KA-BAR, whose famed Fighting Utility Knife was carried by the US Marine Corps in WWII, has released its first ad campaign in the company’s 125 year-old history. Directed by Joshua Frankel through Charleston-based Rawle Murdy the three-spot campaign highlights astounding KA-BAR testimonials brought to life in the form of animated tattoos. The first spot that breaks this week is D-DAY. We follow a hardass private in the 29th Infantry Division of the US Army as he storms the beaches of Normandy. He empties his magazine into the first enemy foxhole he finds – only to take a bullet in his right shoulder, going down hard. He bores out the bullet from his shoulder with his trusty KA-BAR blade before we learn the animated soldier is the narrator’s own grandfather, all along animated on his own chest. “60 years later he gave it to me. He’s why I serve,” says the man. “KA-BAR has an unbelievable military heritage,” explains West Herford, Director of Consumer Insights and Brand Planning at Rawle Murdy. “Every soldiers who stormed the D-Day beaches carried a KA-BAR so the company has a tremendous brand.” KA-BAR approached Rawle Murdy to expand the brand beyond its core military base and appeal to hunters, fishermen and outdoorsmen. The agency spent months talking to KA-BAR owners, and soon discovered they never shied away from adversity. “They actually welcome the challenge,” adds Hereford. “It’s the mindset of a true KA-BAR owner.” Frankel began by shaping different visual concepts for the campaign. One of Frankel’s treatments, animated tattoos, felt right from day one. “A tattoo is a very primal thing and plugs directly into the testimonials,” he says. “Celebrating triumph through the beauty and pain of a tattoo is ancient and powerful, pointing back as far as cave paintings.” “We animated the tattoo illustrations by hand. That handmade imagery was then added to the bodies using CG, where we also created various swelling and reddening effects on the skin. Although we used fairly sophisticated technology the effect is organic in feel.” “We all felt the tattoo would be a great visualization because it’s a badge, much in the same way that a KA-BAR is a badge to its owners,” adds Hereford on the final concept. The “KA-BAR: Hardcore Lives. Hardcore Knives” campaign also features HUNTER and CAMPING, both continuing the elegantly animated tattoo feel to highligh the benefits of using he KA-BAR blade under life threatening circumstances.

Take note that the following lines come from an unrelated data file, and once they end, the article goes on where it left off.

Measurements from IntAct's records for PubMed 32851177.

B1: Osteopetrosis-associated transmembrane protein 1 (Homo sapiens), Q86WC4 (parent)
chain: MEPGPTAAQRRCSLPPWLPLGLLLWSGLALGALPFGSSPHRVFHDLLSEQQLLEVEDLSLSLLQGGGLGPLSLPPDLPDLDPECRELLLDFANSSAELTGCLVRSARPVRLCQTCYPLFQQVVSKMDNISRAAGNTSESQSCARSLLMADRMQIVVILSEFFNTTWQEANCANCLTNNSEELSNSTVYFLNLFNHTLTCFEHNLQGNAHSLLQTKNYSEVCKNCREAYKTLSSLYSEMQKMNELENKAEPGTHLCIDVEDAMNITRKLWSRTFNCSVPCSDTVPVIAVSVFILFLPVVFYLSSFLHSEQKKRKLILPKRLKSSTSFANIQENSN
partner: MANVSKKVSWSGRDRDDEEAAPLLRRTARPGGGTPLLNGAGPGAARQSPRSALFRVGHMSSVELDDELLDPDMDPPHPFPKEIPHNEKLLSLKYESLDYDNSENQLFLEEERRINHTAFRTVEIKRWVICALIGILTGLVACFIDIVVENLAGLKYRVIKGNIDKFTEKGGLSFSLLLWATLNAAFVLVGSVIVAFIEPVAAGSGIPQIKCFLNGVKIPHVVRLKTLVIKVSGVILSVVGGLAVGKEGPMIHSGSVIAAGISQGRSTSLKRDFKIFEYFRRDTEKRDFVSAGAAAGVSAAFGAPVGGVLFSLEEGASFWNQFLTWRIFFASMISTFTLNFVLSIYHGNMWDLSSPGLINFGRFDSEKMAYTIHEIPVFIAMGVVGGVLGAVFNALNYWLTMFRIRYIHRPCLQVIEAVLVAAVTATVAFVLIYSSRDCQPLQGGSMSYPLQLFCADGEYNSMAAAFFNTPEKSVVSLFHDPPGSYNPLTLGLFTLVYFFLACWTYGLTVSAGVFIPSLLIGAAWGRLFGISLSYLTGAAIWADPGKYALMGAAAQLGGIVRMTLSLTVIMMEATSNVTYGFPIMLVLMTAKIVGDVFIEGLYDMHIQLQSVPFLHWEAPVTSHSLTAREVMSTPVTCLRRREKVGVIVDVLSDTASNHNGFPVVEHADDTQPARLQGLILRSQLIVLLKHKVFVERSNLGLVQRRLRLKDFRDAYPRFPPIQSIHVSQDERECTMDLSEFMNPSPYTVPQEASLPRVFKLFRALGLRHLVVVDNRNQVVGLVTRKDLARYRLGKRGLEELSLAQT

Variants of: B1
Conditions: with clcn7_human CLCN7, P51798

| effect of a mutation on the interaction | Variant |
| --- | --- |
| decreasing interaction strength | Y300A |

Director: Joshua Frankel Production Company: Earthworm Producer: Elissa Federoff DP : Jeff Barnett-Winsby Sound: John Moros Post: Omega Darling Creative Director: Zach Shukan Illustration: Damara Kaminecki, Johnnie Kravetz, Brett Zarro Hand Animation: Henry Hilaire Compositors: Dan DiFelice, David Sarma Design: Azusa Kobayashi, Luka Romel Agency: Rawle Murdy Creative Director: Rich Terry Associate Creative Director / Copy: Henry Mathieu Account: West Herford